prairienp likes this.
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    [COLOR=#000000][/COLOR]I am notaware of "one" DNP program for nurse educators. Can you pleaseidentify one as I have several colleagues who would be interested.
    They may not pay you more for the DNP , but they may not reimburse you unless you have a DNP. Reflect back to 1992 when the MS became the standard that was used for reimbursement by first the Feds and followed by private insurers.

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    I would understand if they did not want to pay the DNP more money if they could hire an MSN for less
    *** There is no rational to pay an NP or CRNA with a DNP more. They can't bill at a higher rate and don't bring in more money to the practice.

    but this line of thinking does not support the desire to provide a deeper knowledge base for the patients served. Many of these MDs have not investigated what the DNP entails and fiercely defend what is perceived as their territory
    *** There is a very understandable and logical reason for MD to dislike and be defensive of the DNP. There have been and are people going round saying that the DNP with be physician equivalents, and even some people making statements about how silly it was for physicians to go to medical school when they could be ding the same thing with a DNP. Recently here on all nurses there was a discussion about DNP prepared NPs should be calling themselves physicians.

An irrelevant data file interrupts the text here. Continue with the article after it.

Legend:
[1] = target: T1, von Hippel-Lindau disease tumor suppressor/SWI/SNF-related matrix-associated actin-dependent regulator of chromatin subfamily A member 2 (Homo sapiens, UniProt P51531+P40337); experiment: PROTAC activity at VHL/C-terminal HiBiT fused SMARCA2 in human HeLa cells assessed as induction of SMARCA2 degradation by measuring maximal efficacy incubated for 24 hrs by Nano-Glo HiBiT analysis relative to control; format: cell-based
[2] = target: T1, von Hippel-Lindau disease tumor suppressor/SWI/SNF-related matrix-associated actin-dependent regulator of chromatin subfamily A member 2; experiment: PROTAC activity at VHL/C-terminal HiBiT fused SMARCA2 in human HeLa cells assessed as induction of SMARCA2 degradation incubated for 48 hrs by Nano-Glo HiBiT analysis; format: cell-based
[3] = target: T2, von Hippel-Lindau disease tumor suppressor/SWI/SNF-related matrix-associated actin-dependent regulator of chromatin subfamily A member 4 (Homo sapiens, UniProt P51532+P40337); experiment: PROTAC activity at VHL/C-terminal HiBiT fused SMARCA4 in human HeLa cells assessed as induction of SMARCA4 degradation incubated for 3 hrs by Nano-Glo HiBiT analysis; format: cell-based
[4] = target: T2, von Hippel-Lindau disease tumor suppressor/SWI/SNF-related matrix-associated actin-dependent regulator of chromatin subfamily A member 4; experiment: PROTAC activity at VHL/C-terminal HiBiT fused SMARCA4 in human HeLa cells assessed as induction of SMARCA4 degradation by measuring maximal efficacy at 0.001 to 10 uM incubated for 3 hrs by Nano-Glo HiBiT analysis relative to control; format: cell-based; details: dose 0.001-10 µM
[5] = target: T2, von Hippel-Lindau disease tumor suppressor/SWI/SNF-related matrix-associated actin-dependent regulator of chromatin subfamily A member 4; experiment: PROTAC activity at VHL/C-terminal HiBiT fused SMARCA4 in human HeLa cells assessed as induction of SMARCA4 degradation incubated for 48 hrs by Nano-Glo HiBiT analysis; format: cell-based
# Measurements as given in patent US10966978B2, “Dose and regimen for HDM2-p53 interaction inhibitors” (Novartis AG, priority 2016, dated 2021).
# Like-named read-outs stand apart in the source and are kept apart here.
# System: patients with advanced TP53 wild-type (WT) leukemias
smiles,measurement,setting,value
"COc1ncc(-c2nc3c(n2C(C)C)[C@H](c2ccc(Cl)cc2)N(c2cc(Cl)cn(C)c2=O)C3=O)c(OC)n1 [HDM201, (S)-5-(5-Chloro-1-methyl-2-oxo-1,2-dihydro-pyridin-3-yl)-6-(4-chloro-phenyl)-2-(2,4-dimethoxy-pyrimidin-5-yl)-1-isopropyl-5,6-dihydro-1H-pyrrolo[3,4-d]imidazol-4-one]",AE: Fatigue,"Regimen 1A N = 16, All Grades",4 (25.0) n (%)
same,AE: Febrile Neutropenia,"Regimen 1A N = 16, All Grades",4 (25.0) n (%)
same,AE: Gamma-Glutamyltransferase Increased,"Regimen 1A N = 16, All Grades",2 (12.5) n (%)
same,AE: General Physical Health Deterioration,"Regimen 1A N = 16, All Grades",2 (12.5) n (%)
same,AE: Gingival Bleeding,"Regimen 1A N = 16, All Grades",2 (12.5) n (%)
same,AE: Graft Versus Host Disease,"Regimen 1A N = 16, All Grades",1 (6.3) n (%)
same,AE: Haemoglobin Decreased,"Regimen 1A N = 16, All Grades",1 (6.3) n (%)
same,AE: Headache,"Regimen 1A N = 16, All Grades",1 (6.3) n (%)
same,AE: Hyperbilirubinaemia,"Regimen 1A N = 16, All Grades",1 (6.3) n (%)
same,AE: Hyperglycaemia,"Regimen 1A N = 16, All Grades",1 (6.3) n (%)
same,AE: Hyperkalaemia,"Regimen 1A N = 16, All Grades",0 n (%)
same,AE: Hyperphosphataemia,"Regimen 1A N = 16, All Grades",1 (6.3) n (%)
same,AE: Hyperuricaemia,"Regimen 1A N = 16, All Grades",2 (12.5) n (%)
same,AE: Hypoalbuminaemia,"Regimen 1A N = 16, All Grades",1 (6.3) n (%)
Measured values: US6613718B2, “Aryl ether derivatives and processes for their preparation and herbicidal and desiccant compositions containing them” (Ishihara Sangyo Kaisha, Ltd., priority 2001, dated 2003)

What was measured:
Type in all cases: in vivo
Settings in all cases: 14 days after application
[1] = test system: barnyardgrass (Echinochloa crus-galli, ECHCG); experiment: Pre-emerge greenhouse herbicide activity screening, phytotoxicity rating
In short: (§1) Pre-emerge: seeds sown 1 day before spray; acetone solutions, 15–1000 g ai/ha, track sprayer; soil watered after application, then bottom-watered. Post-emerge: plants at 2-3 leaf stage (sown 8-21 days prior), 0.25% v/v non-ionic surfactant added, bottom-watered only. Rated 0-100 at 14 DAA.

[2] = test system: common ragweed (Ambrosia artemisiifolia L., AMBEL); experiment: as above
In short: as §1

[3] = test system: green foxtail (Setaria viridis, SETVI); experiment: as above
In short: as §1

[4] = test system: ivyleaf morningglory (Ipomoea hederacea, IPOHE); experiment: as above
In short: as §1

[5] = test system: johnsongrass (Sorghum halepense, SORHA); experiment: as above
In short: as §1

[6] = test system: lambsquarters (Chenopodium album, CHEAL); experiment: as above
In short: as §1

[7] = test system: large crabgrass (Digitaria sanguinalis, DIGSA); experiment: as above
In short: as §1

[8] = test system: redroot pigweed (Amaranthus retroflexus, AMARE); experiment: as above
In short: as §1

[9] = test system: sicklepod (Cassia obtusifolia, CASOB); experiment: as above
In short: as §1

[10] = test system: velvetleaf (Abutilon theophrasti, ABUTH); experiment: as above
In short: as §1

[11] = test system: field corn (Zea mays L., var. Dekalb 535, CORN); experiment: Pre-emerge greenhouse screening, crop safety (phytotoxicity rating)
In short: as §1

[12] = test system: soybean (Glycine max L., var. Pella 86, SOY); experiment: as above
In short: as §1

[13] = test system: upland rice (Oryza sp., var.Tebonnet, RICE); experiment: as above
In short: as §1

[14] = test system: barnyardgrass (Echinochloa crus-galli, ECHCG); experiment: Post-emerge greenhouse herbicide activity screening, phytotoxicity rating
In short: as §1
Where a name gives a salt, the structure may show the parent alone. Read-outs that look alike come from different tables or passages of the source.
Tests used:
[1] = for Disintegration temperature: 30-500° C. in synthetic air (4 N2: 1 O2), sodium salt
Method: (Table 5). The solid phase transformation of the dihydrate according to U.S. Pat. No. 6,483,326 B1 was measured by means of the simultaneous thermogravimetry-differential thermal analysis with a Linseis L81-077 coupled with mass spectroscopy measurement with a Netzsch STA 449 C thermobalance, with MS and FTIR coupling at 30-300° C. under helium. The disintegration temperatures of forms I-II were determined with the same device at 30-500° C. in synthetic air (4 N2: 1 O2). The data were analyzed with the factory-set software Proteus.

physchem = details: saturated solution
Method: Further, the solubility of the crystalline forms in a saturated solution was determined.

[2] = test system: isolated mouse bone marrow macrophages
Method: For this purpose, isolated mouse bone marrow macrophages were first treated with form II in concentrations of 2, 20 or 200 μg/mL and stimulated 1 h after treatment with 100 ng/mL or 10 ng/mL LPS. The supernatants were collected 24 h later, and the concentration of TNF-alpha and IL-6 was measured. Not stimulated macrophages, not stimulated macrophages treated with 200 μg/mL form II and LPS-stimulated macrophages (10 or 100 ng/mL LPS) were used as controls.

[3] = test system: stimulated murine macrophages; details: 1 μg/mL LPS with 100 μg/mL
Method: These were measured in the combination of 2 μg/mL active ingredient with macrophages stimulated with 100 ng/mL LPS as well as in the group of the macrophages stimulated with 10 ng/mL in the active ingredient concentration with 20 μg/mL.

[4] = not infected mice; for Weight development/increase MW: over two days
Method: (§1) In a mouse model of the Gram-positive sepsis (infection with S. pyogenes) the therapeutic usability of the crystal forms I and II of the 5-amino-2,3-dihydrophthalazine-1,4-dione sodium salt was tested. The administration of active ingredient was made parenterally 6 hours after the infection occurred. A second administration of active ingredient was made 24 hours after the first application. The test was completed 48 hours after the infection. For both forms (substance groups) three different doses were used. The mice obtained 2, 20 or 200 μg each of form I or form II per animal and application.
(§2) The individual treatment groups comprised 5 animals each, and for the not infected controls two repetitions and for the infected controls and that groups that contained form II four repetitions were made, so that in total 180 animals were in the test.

while ignoring the benefits that a DNP could bring to an MDs practice and the patients.
    *** What benefits can a DNP bring to practice and patients not brought by MSN prepared NPs? The one university's DNP CRNA and NP program I am familiar with didn't add a single clinical hour or clinically related. Their students are doing the DNP portion first then going into the exact same NP and CRNA education they provided previously in the MSN program. Maybe not all of them are like that.
    Ellen NP, myelin, and elkpark like this.
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    American Association of Colleges of Nursing | Frequently Asked Questions (DNP FAQ from AACN it answers every question that has been posted on here)